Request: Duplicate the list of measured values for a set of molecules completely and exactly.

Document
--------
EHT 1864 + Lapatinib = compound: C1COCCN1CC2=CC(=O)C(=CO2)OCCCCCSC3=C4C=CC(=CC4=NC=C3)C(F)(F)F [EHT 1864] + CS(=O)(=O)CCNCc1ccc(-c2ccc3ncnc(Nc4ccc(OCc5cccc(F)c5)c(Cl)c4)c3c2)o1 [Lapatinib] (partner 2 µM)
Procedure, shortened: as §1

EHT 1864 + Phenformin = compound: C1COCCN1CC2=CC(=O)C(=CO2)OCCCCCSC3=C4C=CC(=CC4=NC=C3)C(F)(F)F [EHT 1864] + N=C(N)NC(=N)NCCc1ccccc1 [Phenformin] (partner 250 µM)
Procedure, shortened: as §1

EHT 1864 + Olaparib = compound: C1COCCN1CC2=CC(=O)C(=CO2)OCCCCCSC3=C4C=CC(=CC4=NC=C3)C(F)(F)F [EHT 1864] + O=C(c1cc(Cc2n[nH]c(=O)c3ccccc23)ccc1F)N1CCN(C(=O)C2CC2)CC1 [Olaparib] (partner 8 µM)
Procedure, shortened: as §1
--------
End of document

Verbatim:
EHT 1864 + Lapatinib = compound: C1COCCN1CC2=CC(=O)C(=CO2)OCCCCCSC3=C4C=CC(=CC4=NC=C3)C(F)(F)F [EHT 1864] + CS(=O)(=O)CCNCc1ccc(-c2ccc3ncnc(Nc4ccc(OCc5cccc(F)c5)c(Cl)c4)c3c2)o1 [Lapatinib] (partner 2 µM)
Procedure, shortened: as §1

EHT 1864 + Phenformin = compound: C1COCCN1CC2=CC(=O)C(=CO2)OCCCCCSC3=C4C=CC(=CC4=NC=C3)C(F)(F)F [EHT 1864] + N=C(N)NC(=N)NCCc1ccccc1 [Phenformin] (partner 250 µM)
Procedure, shortened: as §1

EHT 1864 + Olaparib = compound: C1COCCN1CC2=CC(=O)C(=CO2)OCCCCCSC3=C4C=CC(=CC4=NC=C3)C(F)(F)F [EHT 1864] + O=C(c1cc(Cc2n[nH]c(=O)c3ccccc23)ccc1F)N1CCN(C(=O)C2CC2)CC1 [Olaparib] (partner 8 µM)
Procedure, shortened: as §1